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Old 11-26-2017, 11:14 PM
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What I also like about blanks are that they are basically like mirrors and look so bling when walking at it from a distance. The slotted and drilled tend to rust and reduce this bling affect.
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Old 11-27-2017, 06:27 AM
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Originally Posted by Shadow2056 View Post
Says both PowerStop and Brembo. The slotted and/or drilled amount to better braking. If either choice was pointless, BMW and Benz won't have it on their models. Mercedes actually has it on a LOT of their models. Even the lower trims like the C250/350. I'm not here to argue. I'm just trying to figure out how you say that neither slotted or drilled will give any kind of better braking.
it is marketing.
you possibly CANNOT tell the difference between a blank and slotted. the slotted rotors just look cool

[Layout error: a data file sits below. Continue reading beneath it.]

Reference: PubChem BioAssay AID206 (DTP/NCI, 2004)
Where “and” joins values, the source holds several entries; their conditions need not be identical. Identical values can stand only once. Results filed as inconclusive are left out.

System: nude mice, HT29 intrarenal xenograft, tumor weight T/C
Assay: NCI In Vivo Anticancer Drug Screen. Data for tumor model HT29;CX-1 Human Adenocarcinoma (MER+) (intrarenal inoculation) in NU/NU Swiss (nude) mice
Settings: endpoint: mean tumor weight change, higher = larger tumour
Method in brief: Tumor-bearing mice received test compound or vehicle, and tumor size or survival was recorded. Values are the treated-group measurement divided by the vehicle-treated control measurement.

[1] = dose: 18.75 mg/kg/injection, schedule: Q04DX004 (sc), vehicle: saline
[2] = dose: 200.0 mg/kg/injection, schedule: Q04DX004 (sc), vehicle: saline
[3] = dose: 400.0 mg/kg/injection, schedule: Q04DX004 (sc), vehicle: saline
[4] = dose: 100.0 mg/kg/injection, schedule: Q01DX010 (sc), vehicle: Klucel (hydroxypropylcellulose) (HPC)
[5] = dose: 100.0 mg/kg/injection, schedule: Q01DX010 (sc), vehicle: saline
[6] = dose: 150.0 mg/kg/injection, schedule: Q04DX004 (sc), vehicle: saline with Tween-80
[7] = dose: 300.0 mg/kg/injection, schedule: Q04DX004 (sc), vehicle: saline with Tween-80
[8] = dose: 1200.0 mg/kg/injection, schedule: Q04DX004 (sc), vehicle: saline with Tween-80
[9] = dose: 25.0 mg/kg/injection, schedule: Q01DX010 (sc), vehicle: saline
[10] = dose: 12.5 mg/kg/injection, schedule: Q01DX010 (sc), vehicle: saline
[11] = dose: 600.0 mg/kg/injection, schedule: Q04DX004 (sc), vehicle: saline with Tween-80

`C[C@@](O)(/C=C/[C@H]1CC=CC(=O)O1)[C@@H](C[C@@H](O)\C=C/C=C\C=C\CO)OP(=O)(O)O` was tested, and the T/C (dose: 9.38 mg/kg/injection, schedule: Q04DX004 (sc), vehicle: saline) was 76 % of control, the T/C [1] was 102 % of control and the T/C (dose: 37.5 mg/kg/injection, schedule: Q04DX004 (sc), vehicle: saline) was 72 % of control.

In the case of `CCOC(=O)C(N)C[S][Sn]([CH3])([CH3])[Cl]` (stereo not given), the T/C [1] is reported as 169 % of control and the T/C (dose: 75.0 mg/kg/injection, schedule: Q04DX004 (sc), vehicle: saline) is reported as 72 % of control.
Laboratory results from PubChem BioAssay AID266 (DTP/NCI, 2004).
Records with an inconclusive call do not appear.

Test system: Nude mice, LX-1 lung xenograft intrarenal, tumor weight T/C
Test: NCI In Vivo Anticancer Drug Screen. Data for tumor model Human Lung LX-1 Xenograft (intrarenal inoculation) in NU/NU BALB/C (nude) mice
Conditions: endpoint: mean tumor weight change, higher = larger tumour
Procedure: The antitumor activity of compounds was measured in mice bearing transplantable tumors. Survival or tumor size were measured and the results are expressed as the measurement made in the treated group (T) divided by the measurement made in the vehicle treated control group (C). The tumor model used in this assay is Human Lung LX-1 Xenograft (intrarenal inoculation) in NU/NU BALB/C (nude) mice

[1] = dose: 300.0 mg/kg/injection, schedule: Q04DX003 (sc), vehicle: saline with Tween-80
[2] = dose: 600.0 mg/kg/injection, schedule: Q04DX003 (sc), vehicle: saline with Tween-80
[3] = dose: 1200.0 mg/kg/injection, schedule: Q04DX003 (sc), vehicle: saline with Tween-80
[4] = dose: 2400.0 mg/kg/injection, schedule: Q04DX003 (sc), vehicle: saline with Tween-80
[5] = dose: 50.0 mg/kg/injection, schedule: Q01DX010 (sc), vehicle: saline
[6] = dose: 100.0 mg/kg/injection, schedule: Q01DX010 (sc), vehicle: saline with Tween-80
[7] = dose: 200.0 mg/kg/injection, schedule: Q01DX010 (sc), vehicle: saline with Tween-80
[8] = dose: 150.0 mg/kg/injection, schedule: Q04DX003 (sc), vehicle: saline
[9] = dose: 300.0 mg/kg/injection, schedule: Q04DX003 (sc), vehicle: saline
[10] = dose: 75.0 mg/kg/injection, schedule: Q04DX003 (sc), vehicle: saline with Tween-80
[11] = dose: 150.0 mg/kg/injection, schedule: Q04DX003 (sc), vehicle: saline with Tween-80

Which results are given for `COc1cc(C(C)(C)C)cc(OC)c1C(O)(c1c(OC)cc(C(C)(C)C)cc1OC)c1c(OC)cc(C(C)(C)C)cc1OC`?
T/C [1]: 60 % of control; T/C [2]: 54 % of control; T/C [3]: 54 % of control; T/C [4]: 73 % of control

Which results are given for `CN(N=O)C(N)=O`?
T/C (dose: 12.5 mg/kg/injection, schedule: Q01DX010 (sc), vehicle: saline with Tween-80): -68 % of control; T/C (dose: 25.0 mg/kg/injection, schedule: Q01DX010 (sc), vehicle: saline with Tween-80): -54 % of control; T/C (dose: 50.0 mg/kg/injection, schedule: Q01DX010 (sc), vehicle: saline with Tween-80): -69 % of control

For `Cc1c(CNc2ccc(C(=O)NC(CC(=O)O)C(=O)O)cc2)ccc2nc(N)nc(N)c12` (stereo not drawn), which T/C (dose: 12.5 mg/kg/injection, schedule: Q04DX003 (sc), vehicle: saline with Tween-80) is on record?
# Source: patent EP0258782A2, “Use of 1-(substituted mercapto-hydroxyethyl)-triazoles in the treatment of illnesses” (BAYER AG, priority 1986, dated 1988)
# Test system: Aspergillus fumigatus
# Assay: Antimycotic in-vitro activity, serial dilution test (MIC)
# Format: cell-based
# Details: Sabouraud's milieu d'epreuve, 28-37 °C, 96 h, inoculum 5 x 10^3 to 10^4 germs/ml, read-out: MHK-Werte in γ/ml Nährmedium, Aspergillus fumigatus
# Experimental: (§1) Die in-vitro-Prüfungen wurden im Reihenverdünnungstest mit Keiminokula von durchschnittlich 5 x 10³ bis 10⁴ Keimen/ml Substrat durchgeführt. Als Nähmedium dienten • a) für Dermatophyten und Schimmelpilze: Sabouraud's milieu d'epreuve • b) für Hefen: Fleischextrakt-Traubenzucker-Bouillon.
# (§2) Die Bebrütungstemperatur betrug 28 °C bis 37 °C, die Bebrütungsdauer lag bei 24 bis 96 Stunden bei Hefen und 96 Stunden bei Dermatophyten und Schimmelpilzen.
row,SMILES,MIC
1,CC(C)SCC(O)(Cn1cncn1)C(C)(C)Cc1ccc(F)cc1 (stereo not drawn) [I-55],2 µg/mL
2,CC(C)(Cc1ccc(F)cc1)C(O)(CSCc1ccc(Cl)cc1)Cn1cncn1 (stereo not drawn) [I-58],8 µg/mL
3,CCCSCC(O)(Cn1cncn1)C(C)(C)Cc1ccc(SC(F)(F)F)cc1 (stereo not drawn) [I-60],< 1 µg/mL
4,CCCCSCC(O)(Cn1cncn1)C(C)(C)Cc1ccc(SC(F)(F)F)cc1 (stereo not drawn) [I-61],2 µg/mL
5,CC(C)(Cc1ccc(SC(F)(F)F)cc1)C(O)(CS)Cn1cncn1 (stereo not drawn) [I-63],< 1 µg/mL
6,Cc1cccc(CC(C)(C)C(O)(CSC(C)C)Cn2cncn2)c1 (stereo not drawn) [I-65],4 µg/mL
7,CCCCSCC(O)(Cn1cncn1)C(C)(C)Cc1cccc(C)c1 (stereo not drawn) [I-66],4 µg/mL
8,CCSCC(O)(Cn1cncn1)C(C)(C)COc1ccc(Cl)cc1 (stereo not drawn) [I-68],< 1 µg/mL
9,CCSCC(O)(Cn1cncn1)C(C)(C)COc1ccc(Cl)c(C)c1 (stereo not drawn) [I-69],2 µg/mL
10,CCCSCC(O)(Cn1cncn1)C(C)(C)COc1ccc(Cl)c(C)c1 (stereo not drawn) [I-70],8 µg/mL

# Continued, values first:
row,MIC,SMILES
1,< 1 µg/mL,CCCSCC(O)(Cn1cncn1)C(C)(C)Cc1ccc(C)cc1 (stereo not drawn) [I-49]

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Old 06-24-2018, 02:02 PM
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I don't know if this should warrant a new forum, but anyway, it's almost time to replace the rotors on my 2007 Type S. They were machined about 2-3 years ago and now need to be replaced because the car vibrates when braking between about 60km/h and 80km/h. The brake pads were replaced 2-3 years ago and have lots of life left.

After reading up on slotted/drilled vs blanks, it's likely I'll just go with blanks especially if differences in braking performance is minimal for my daily driver and I'm not an overly aggressive driver (i.e., I like to brake early when coming to a stop). There's also some cost considerations as well. My mechanic here in Calgary can get OE replacement front and rear rotors for CAD360 (USD271). That should be cheaper than dealer price, although I haven't had a chance to call an Acura dealer yet.

With that said, any recommendations on what rotor options to get? Should I just get the front rotors replaced first? Should I just go with OE or do the PowerStop, Centric, StopTech, Raybestos, etc. blanks provide better braking performance for the same cost as/lower cost than OEs?